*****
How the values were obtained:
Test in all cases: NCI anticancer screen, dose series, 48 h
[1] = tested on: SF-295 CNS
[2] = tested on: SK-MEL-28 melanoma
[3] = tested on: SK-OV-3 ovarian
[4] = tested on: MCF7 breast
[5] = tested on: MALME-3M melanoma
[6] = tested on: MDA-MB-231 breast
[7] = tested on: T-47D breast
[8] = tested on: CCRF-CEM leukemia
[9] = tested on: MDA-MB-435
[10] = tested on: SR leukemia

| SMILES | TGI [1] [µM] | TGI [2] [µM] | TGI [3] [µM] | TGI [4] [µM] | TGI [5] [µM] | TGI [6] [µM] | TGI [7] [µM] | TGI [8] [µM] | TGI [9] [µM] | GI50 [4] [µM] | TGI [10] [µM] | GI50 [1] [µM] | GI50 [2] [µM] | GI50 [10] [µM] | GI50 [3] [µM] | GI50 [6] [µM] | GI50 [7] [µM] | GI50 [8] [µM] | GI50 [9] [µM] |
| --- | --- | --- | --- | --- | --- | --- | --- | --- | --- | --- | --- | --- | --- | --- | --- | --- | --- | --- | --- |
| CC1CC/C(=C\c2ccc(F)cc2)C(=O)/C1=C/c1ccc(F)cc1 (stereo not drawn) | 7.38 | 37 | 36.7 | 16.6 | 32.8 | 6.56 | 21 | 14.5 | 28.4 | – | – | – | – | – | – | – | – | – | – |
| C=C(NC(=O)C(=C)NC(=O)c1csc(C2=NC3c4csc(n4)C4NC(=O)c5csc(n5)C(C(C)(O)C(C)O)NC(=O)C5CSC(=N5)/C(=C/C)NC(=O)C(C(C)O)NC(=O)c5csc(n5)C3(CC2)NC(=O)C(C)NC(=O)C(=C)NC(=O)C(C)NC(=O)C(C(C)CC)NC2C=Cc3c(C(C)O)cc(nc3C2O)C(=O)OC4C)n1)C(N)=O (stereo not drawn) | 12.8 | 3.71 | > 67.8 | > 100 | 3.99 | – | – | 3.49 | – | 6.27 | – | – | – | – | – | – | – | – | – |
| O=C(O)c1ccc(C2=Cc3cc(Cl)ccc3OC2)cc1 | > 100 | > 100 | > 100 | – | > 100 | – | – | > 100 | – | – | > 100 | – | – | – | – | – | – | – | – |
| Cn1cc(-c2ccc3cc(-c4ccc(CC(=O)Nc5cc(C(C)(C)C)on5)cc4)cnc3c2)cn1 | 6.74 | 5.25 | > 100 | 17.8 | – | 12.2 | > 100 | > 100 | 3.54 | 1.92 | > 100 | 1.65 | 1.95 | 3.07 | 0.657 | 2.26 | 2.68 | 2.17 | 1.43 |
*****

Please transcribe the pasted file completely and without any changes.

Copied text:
How the values were obtained:
Test in all cases: NCI anticancer screen, dose series, 48 h
[1] = tested on: SF-295 CNS
[2] = tested on: SK-MEL-28 melanoma
[3] = tested on: SK-OV-3 ovarian
[4] = tested on: MCF7 breast
[5] = tested on: MALME-3M melanoma
[6] = tested on: MDA-MB-231 breast
[7] = tested on: T-47D breast
[8] = tested on: CCRF-CEM leukemia
[9] = tested on: MDA-MB-435
[10] = tested on: SR leukemia

| SMILES | TGI [1] [µM] | TGI [2] [µM] | TGI [3] [µM] | TGI [4] [µM] | TGI [5] [µM] | TGI [6] [µM] | TGI [7] [µM] | TGI [8] [µM] | TGI [9] [µM] | GI50 [4] [µM] | TGI [10] [µM] | GI50 [1] [µM] | GI50 [2] [µM] | GI50 [10] [µM] | GI50 [3] [µM] | GI50 [6] [µM] | GI50 [7] [µM] | GI50 [8] [µM] | GI50 [9] [µM] |
| --- | --- | --- | --- | --- | --- | --- | --- | --- | --- | --- | --- | --- | --- | --- | --- | --- | --- | --- | --- |
| CC1CC/C(=C\c2ccc(F)cc2)C(=O)/C1=C/c1ccc(F)cc1 (stereo not drawn) | 7.38 | 37 | 36.7 | 16.6 | 32.8 | 6.56 | 21 | 14.5 | 28.4 | – | – | – | – | – | – | – | – | – | – |
| C=C(NC(=O)C(=C)NC(=O)c1csc(C2=NC3c4csc(n4)C4NC(=O)c5csc(n5)C(C(C)(O)C(C)O)NC(=O)C5CSC(=N5)/C(=C/C)NC(=O)C(C(C)O)NC(=O)c5csc(n5)C3(CC2)NC(=O)C(C)NC(=O)C(=C)NC(=O)C(C)NC(=O)C(C(C)CC)NC2C=Cc3c(C(C)O)cc(nc3C2O)C(=O)OC4C)n1)C(N)=O (stereo not drawn) | 12.8 | 3.71 | > 67.8 | > 100 | 3.99 | – | – | 3.49 | – | 6.27 | – | – | – | – | – | – | – | – | – |
| O=C(O)c1ccc(C2=Cc3cc(Cl)ccc3OC2)cc1 | > 100 | > 100 | > 100 | – | > 100 | – | – | > 100 | – | – | > 100 | – | – | – | – | – | – | – | – |
| Cn1cc(-c2ccc3cc(-c4ccc(CC(=O)Nc5cc(C(C)(C)C)on5)cc4)cnc3c2)cn1 | 6.74 | 5.25 | > 100 | 17.8 | – | 12.2 | > 100 | > 100 | 3.54 | 1.92 | > 100 | 1.65 | 1.95 | 3.07 | 0.657 | 2.26 | 2.68 | 2.17 | 1.43 |